We’re off to see the Wizard!

For Christmas I received a family outing to see The Wizard of Oz performance in April.  All of the Camp Gramma “campers and counselors” are going!  The “givers” know I love The Wizard of Oz.  Without intending it to be so (I think), it was also a gift of hope and of a feeling, a statement, that we’re not letting this cancer interfere with our family life.

I love The Wizard of Oz – did you know that? A few weeks ago I saw that the performance was going to be about an hour away in April. I thought about getting tickets and inviting someone to go with me, but…  But I didn’t because there were too many “but”s in my way. But it’s late, but it’s expensive, but…  Honestly, I let cancer get in my way.  But someone will have to drive me.  But what if I don’t feel well?  It’s too far away (in time, not distance), I can’t spend $ on something 5 or 6 months away.  Who knows what life will be like then?  But in reality, no one knows, for anyone.

So I’m excited!  Excited to see the performance, and with all my campers!  There’ll be seven of us.  We’ll go together, and maybe we’ll go to dinner first.  It’s a school night and I know the campers will be tired, but they’re young!  And me?  I can rest the next day.

It’s a strange thing, this life with metastatic lung cancer.  Since it’s not going away, and some wonderfully talented people have figured out how to contain or control it for now, we are filled with hope and making plans – not just setting goals – making plans for events that are months away.

I remember the first time I saw The Wizard of Oz on a color television at my aunt’s home as a child.  Wow!  And, I saw Wicked on Broadway when I went with my daughter and her daughter to NYC for my oldest granddaughter’s 16th birthday.  That was spectacular, and a special outing for all of us.  This time will be special and spectacular before we even see the performance, because we are doing it.  Making memories.

Here I am – living life, feeling grateful, trying to express that gratitude, and finding joy in the everyday every day!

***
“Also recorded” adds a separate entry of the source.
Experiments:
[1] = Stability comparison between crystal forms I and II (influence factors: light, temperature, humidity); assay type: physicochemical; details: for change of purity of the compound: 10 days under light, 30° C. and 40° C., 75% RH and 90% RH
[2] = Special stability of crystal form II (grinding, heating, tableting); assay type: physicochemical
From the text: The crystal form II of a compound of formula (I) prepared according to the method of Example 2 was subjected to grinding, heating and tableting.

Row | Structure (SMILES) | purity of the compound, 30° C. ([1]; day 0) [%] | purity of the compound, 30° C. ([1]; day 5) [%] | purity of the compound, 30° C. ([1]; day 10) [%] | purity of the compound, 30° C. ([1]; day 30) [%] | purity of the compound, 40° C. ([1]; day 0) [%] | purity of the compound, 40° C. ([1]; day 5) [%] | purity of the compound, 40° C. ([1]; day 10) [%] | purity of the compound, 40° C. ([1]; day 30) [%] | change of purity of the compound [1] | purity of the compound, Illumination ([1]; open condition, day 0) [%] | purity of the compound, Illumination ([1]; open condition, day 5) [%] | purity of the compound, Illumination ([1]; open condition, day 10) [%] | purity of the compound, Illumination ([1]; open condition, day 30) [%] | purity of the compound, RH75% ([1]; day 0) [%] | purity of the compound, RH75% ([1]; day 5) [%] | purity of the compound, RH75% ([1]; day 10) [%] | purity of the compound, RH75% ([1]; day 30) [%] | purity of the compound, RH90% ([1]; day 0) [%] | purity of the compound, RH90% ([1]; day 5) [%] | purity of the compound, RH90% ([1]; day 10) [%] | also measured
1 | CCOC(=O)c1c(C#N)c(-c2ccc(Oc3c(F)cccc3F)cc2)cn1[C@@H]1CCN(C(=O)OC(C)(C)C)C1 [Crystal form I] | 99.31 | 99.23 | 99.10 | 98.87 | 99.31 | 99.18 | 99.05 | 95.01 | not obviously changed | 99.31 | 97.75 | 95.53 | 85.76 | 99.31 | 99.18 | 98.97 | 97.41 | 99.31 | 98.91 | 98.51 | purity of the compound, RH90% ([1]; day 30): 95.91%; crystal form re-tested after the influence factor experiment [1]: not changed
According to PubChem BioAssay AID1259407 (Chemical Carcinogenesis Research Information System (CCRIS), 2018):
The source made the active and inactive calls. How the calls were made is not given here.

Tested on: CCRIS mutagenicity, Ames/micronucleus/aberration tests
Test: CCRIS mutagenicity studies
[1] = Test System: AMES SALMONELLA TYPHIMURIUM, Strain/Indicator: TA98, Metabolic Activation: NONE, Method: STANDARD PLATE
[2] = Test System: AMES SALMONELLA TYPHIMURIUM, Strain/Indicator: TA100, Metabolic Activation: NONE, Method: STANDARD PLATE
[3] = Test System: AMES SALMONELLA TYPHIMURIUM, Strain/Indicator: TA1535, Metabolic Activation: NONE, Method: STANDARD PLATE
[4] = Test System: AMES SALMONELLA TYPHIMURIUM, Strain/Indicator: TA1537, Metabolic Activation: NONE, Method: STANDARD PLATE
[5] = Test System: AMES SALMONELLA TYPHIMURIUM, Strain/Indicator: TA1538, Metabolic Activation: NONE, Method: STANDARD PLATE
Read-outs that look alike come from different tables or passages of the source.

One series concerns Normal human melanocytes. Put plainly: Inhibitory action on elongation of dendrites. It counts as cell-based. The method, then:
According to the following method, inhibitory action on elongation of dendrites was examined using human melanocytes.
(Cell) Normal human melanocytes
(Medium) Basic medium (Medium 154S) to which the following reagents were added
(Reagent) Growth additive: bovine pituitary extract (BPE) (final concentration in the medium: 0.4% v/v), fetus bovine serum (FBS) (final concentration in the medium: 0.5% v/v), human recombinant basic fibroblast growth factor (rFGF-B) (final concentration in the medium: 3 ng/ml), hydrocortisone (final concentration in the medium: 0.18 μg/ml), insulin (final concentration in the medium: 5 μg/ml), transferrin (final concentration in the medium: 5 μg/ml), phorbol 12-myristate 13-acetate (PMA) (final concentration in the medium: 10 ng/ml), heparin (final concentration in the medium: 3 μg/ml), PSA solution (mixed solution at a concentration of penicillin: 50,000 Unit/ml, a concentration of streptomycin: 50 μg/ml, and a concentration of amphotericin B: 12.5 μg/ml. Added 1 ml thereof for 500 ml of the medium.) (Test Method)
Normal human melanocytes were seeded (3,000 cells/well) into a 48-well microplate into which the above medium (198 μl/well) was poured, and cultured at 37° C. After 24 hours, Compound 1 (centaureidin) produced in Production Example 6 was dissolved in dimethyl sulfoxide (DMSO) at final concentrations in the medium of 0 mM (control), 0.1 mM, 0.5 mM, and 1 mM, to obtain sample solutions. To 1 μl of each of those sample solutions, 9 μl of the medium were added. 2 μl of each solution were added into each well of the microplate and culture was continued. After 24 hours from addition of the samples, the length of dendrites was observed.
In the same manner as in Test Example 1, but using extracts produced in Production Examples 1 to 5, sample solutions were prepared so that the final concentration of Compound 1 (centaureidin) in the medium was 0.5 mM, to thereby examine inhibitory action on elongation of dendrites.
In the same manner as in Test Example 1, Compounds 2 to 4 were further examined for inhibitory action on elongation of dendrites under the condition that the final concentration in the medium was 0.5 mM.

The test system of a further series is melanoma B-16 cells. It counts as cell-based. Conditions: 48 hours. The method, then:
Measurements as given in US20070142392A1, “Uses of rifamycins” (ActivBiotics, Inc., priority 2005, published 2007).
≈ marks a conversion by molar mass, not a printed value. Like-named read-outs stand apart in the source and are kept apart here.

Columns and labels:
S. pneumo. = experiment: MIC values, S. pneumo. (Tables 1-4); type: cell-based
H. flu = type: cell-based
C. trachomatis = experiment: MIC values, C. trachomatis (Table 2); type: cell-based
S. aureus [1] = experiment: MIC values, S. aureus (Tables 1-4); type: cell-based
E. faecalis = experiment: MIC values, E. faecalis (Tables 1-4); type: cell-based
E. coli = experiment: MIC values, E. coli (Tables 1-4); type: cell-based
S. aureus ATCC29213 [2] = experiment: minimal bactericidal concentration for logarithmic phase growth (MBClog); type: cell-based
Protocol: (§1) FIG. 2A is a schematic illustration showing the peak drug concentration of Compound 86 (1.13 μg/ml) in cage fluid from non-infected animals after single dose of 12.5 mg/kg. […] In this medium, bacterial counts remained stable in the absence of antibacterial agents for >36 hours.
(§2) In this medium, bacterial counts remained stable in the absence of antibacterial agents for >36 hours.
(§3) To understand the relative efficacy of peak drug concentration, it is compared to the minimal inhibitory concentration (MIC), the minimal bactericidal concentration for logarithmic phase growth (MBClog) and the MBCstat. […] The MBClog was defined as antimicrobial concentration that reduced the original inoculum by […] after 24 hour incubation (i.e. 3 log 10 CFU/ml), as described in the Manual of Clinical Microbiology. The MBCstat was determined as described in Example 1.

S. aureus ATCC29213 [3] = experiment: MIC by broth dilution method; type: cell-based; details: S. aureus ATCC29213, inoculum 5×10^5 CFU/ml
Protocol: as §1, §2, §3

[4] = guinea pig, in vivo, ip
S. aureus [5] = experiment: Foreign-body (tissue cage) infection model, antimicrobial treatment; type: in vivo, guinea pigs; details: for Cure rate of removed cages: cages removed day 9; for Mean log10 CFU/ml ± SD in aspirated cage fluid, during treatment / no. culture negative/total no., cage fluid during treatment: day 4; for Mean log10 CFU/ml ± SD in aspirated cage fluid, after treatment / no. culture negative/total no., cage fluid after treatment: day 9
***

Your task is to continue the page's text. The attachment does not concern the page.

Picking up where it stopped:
Privileged

Privilege, privileged – the word has come to my mind a lot lately as I think about my treatment and healthcare compared to others’. The “others” I speak of in this case all have access to healthcare, so I guess they too are ”privileged“: a special benefit that is available only to a particular person or group.  (macmillandictionary.com)  Many people in our world do not belong to the Access to Healthcare Club at all.

My mind begins to confuse the definitions and ways the word privilege is used as I consider my lung cancer treatment. The definition above doesn’t tell anything about the person or group, but in this case privilege feels good and not so good.

I definitely feel it is a privilege (something nice that you feel lucky to have) to have qualified for a clinical trial at Dana-Farber Cancer Institute.  It feels really nice and lucky to be there.  We work(ed) hard to get there (years of employment earning health insurance, paying fully for that health insurance now that I can no longer work, driving to Dana-Farber (250 miles one way), and on and on…  But it is a privilege that even someone WITH health insurance living in some regions of THIS country cannot access.  Clinical trials for my targeted therapy drug Lorlatinib are only available in a few places in the country. This drug targets only two very specific gene mutations/drivers(more on how cancer cell mutations happen), ALK(in 3-7% of NonSmall Cell Lung cancer) and ROS1(1-2%). We are lucky drugs are being developed for such a small number.

Today Lorlatinib may be available for Compassionate Use (Expanded Access), but it was very difficult to acquire in this manner until recently (now that it is near FDA approval.) I know this because not long ago one of the “others” with ROS1 developed resistance to crizotinib, the only FDA approved targeted therapy drug for ROS1. (Have I ever said that because of this mutation, standard treatments don’t work?) So, after crizotinib stops working, a ROS1 lung cancer patient has little hope unless she can get into a clinical trial. This patient lives in a region where there was not access to a trial.  Drive to one, fly to one you say! Not if the person is not well enough to do so or hasn’t the financial resources to do so. Maybe she doesn’t quite meet the criteria.  How about compassionate use you ask?  Not available in this case. What?!!?  Time’s running out.  In this instance, the last I knew lung cancer patient advocates began reaching out to the drug company and the ROS1 experts in an effort to acquire treatment for this patient.  I was not able to learn if help came in time.

Privilege: a special benefit that is available only to a particular person or group

I belong to a FaceBook group for ROS1 patients from all over the world.  Nearly all are lung cancer patients. We are able to share information and learn from one another.  I’ve found it immensely helpful in my search for understanding of this disease.  This group is available only to ROS1+patients and their caregivers. A privilege that is available to anyone who would need/want it, if they have internet access, and can read and understand the information.